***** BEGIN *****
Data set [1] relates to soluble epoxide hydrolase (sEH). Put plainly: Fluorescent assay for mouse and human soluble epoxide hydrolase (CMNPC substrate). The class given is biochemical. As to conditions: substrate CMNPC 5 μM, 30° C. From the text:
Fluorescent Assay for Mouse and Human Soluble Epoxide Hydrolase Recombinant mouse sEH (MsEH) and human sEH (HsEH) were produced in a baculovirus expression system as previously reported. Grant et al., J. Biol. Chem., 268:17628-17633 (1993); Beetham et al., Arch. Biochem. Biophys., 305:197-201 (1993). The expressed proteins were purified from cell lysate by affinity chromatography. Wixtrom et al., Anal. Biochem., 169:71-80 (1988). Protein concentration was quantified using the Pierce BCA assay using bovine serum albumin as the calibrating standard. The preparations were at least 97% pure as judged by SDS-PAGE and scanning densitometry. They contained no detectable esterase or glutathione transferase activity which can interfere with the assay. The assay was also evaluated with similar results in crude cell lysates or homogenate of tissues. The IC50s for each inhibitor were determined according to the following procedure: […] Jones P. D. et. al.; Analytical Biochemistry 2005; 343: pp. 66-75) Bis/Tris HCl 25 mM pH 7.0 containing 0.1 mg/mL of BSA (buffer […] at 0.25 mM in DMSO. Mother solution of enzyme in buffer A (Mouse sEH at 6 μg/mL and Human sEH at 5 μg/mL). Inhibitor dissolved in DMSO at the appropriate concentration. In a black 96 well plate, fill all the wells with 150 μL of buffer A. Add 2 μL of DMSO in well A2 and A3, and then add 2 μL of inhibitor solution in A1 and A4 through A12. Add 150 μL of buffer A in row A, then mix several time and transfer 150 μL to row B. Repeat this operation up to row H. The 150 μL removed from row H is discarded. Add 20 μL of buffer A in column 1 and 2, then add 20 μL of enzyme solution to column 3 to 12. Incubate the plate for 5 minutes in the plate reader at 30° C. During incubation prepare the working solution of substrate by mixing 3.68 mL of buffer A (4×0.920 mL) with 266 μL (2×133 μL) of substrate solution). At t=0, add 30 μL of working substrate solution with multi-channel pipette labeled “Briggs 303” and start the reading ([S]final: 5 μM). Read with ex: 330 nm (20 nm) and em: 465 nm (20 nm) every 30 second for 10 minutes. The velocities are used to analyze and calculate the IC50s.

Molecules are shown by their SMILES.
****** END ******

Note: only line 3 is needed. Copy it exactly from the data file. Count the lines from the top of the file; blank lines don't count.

Molecules are shown by their SMILES.